Placed LHP Bobby Livingston on the 15-day DL (labrum tear - shoulder); recalled RHP Todd Coffey from Louisville (Triple-A). [8/24]
There's danger here that Livingston may need surgery, which would derail his bid to stick in the Reds' rotation, which is really something of a shame. He'd had his moments, throwing four quality starts in his first eight. His workload wasn't especially heavy, so any pitch-count conspiracies ought to die a quick death. He might make a solid left-handed third starter behind the front duo of Aaron Harang and Bronson Arroyo. Instead, now the club is back to having to take another spin with Matt Belisle, and then sifting through Elizardo Ramirez, Phil Dumatrait and maybe even Kirk Saarloos in an emergency. I think nobody's going to be surprised when I say that I'd rather see this unhappy contretemps used as an opportunity to evaluate Ramirez and Dumatrait, rather than bring back Homer Bailey in September once he wraps up his rehab work, or flushing any starts on Saarloos. If the Reds might see something from the hard-throwing lefty or Easy E, it'll help them start sketching out not just their winter 40-man, but also see how much money they might have to commit to shoring up the rotation with one flavor of veteran dreck or another.
Activated RHP Ricky Nolasco from the 15-day DL, and optioned to Albuquerque (Triple-A). [8/21]
Placed Jason Jennings on the 15-day DL (torn flexor tendon - elbow); activated OF-R Hunter Pence from the 15-day DL. [8/21]
Losing Jennings for the season closes the book on what's turned out to be a disastrously bad deal for the Astros, but in the here and now, there's a rotation to field and a season to finish. To their credit, the last-place Astros aren't doing something like plugging Scuffy Moehler into the rotation to field an appropriately uncompetitive veteran team against the teams with something still at stake. Instead, behind Roy Oswalt, Woody Williams and Wandy Rodriguez, they're sticking with rookies Matt Albers and Patton, at least until Chris Sampson comes off of the DL in the next week or so.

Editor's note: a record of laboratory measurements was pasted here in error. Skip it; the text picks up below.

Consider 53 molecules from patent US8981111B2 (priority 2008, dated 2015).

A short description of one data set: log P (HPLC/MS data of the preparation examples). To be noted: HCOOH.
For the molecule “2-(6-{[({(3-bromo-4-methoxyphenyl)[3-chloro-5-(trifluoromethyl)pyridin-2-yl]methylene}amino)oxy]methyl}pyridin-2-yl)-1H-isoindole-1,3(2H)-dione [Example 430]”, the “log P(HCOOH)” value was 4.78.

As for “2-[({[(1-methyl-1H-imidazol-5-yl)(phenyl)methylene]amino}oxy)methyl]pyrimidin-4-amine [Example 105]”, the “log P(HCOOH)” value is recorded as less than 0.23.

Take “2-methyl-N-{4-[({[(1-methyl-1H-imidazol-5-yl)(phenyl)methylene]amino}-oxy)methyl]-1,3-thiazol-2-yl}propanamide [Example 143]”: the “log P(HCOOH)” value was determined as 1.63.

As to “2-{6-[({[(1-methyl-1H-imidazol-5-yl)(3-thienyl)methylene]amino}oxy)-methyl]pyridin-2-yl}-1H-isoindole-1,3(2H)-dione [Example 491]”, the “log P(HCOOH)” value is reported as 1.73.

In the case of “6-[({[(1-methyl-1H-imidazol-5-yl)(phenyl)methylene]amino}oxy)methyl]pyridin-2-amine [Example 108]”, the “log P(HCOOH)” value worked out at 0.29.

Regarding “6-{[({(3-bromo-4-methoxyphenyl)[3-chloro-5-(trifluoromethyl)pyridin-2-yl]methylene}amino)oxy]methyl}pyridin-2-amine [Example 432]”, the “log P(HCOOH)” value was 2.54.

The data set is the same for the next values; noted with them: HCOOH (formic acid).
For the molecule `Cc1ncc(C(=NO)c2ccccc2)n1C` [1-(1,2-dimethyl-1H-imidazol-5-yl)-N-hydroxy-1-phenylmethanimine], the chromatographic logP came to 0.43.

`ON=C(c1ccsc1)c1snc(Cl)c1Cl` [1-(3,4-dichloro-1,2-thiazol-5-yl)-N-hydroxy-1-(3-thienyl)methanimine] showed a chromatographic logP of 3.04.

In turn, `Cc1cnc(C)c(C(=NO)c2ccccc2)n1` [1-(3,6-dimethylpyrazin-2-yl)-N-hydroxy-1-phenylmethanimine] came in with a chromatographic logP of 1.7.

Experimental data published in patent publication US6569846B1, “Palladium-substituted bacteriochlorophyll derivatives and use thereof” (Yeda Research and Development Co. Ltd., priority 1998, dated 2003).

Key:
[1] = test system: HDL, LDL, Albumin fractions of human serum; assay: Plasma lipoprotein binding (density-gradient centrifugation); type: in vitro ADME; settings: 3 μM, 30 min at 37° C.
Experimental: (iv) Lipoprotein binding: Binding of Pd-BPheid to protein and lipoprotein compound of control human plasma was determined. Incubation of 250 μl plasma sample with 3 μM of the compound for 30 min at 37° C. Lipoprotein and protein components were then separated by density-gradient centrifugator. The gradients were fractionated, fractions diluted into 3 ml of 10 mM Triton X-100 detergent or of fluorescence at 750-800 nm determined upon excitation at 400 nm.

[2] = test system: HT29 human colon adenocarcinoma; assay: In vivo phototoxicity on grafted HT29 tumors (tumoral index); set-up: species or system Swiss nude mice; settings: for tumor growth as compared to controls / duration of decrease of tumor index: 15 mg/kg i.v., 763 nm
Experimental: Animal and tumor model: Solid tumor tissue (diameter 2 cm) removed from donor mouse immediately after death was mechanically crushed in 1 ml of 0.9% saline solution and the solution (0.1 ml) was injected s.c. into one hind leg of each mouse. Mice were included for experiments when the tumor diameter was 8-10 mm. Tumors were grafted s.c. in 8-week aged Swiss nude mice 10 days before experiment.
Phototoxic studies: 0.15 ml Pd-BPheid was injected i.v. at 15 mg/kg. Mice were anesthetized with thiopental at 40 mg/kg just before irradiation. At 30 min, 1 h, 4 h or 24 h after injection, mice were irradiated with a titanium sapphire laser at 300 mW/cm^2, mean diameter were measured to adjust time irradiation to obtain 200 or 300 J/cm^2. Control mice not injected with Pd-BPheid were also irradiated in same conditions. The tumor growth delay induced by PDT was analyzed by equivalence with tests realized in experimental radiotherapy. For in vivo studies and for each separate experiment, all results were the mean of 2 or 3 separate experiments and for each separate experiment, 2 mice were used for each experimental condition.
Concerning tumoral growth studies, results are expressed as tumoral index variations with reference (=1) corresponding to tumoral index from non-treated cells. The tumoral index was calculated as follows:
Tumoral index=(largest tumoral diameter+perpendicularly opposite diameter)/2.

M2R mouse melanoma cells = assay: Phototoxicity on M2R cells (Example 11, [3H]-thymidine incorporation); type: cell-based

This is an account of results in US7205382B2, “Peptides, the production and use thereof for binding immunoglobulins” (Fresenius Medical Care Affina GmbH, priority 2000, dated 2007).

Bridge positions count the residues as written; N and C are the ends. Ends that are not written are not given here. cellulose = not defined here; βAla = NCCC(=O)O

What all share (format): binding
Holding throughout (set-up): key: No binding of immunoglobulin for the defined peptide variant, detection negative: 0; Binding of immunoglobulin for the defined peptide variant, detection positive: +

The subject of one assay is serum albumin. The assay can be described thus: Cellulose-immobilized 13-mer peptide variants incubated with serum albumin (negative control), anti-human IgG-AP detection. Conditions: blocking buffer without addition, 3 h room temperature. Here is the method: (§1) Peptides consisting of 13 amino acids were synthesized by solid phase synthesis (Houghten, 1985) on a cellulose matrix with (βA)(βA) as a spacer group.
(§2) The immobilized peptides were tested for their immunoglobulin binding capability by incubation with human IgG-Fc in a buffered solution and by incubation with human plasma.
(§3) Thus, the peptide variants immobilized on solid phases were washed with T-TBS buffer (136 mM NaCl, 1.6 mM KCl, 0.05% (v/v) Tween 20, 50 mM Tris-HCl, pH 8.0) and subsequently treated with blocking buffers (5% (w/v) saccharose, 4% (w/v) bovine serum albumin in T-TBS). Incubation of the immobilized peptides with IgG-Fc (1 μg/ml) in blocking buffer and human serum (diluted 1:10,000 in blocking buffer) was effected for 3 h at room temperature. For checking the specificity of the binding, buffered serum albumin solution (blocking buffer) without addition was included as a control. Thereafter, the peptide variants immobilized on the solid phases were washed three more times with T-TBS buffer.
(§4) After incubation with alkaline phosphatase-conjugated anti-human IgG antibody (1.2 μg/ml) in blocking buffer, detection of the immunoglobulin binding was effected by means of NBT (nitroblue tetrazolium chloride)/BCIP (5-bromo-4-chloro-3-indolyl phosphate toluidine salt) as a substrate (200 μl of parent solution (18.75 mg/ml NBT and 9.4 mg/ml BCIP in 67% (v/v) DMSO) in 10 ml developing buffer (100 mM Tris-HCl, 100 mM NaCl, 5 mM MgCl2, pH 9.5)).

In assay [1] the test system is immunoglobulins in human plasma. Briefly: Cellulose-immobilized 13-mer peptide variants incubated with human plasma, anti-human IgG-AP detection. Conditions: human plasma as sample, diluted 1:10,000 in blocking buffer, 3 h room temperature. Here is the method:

Patton's somebody I'd be a lot more excited about if he wasn't trying to stick coming up in the Astros organization-a lefty with a tendency to tip his curve and spotty mechanics might seem that much more hard-pressed to succeed with the Crawford Boxes looming over his right shoulder. However, he's little more than a week away from his 22nd birthday, and in a season split between Double- and Triple-A rotations, he's posted a 3.51 ERA while giving up 140 hits in 151 1/3 IP, with 15 leaving the park, and 93 strikeouts against 43 unintentional walks. The walk rate's nice enough, but I'm a little concerned about how much up-side a starting pitcher has with only 5.5 Ks per nine, but again, his youth is the sort of thing that might make for his raising that with continued experience. More happily, he didn't embarrass himself in his debut.
As for the outfield, Pence certainly makes the lineup a little more interesting, and renews his bid for the National League's Rookie of the Year award. Lane didn't do anything to keep his spot on the 40-man roster safe, so at least there's the benefit of knowing that they can probably punt on offering him arbitration.
Designated RHP Brett Tomko for assignment; signed LHP David Wells to a one-year contract for the remainder of 2007. [8/24]
This is a reasonable enough gamble, and as much as it had to mean that Ned Colletti had to give up on yet another one of his Giants transplants, Jumbo's performance with the Pads, however weak it was, was still
Optioned RHP Carlos Villanueva to Nashville (Triple-A); recalled RHP Seth McClung from Nashville. [8/21]
Villanueva had allowed 25 runs in his 22 1/3 innings since the All-Star break, including seven homers, so he'd certainly fallen pretty far from his initially critical importance to the club's pen. That in-season collapse certainly contributed to the panicked pick-up of Scott Linebrink, and with essentially everyone in the pen not named Brian Shouse having a bad month, you can understand this latest symptom of that same panic. Even so, the initial suggestion seems to be that they're willing to try to go the silk purse route, rather than settling for a sow's ear, by getting Villanueva into a start or two before they run out of Nashville ballgames. If that helps Villanueva get back on track and puts him in the running for a rotation slot before the run out of Milwaukee ballgames-should they need him-then so much the better, although that's obviously a few too many interdependent "if"s.
Calling up McClung in his place is an interesting gamble to take. He's just 26, he still throws hard, and he's provided a more than strong enough reminder that he's nothing if not interesting by striking out 93 in 77 2/3 innings pitched at Durham and then Nashville. While he's been a spectacular, repeated failure as a Devil Ray, the career of any Rays hurler from the LaMar/Piniella years probably deserves a mulligan.